Kim K. Supercritical CO 2 pretreatment of lignocellulose enhances enzymatic cellulose hydrolysis. Schacht C. From plant materials to ethanol by means of supercritical fluid technology. Journal of Supercritical Fluids. Patel S. Comparative study of ethanol production from microbial pretreated agricultural residues. Journal of Applied Sciences and Environmental Management. Wan C. Fungal pretreatment of lignocellulosic biomass.

      Biotechnology Advances. Hendriks A. Pretreatments to enhance the digestibility of lignocellulosic biomass. Zhu J. Pretreatment of woody biomass for biofuel production: energy efficiency, technologies, and recalcitrance. Agbor V. Delignification has been attempted using white-rot fungi such as Trametes versicolor or Phanerochaete chrysosporium or isolated lignin-degrading enzymes such as laccases. Moreover, experiments with biopretreatment require moistening of the material and in most cases start with sterilised material e.

      Cianchetta et al. Moist straw is quite susceptible to mould infection Passoth et al. Straw is usually dried in the field, which implies that rainfall can affect drying and thus later utilisation of the material Nilsson Establishing a low energy preservation system would enable even the utilisation of moist straw and thus increase the amount of raw materials accessible for straw-based production of biofuels in areas with high precipitation. Potential useful preservation systems have been developed for moist cereals, using airtight storage together with biocontrol organisms.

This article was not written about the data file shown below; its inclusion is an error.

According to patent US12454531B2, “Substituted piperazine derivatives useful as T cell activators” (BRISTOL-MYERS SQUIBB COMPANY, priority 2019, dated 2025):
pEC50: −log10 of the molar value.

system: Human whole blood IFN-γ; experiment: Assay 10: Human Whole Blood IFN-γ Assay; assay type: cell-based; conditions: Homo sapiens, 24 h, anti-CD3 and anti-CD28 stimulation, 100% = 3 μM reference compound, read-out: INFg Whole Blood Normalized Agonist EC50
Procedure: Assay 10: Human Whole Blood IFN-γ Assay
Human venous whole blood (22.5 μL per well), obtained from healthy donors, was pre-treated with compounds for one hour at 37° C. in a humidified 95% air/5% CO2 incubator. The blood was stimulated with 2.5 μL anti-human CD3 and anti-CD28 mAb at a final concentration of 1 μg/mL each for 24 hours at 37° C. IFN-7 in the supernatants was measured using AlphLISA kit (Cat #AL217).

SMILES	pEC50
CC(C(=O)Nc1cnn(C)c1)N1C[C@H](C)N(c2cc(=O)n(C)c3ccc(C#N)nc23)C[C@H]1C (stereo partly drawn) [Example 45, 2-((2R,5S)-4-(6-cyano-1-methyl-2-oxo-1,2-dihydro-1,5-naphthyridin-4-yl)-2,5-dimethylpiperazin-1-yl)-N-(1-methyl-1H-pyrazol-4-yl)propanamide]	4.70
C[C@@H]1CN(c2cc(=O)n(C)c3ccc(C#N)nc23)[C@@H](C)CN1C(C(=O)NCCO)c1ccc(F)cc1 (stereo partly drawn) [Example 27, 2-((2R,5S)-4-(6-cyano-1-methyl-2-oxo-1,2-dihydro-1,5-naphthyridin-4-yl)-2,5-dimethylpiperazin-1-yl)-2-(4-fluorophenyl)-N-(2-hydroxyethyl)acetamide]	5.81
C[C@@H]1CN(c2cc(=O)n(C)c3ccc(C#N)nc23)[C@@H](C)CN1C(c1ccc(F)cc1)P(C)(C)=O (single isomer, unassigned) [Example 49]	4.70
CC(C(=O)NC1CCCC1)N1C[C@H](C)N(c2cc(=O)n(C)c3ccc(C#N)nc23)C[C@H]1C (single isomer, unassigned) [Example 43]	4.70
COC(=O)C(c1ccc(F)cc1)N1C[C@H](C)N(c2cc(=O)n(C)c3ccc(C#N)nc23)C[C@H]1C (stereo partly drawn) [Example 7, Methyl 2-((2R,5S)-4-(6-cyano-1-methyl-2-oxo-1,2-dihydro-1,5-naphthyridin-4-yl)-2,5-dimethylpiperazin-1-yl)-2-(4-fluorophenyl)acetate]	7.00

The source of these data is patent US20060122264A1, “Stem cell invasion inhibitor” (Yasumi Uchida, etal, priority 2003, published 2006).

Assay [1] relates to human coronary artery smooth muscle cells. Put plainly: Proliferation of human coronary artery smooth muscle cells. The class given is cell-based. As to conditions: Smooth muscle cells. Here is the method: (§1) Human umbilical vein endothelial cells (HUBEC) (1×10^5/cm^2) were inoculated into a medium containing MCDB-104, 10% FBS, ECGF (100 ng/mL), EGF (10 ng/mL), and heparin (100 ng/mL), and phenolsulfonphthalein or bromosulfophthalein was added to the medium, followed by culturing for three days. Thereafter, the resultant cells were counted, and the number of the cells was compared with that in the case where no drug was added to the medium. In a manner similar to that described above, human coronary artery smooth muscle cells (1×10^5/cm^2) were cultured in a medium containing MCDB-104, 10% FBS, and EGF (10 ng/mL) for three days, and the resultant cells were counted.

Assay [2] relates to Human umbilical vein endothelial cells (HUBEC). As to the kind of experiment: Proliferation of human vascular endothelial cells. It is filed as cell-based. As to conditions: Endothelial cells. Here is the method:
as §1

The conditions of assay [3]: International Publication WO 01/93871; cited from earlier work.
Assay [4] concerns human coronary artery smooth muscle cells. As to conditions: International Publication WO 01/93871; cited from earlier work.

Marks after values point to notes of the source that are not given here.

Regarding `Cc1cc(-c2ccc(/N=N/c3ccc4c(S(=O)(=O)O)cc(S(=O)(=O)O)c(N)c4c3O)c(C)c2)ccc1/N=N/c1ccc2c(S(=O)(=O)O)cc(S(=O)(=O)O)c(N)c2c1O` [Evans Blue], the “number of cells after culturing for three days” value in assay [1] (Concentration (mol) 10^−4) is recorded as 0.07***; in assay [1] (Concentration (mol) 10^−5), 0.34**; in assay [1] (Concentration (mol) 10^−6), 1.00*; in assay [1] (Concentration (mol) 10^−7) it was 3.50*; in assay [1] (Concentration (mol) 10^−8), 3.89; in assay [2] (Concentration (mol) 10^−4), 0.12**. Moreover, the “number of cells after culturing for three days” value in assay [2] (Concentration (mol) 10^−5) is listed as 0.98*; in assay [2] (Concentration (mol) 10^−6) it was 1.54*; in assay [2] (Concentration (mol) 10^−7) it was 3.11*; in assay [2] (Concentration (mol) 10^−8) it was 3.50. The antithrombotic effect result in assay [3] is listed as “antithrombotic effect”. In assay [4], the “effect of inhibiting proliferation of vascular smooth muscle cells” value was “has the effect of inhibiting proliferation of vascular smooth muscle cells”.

This kind of biopreservation efficiently inhibited the growth of undesirable microbes and improved the grain characteristics for use as animal feed, such as decreased amounts of phytate Olstorpe et al.

      Biofuel production from straw hydrolysates: current achievements and perspectives | SpringerLink

      Moreover, the starch was better accessible for enzymatic degradation, resulting in improved bioethanol production from moist stored cereals Passoth et al. The concept of airtight preservation was extended to wheat straw. Biopreservation of wheat straw with the help of appropriate biocontrol yeasts prevented mould infections, and there was even enhanced biofuel production from the biopreserved moist straw compared to dry material, indicating that biopreservation during storage can also be a part of the pretreatment Passoth et al.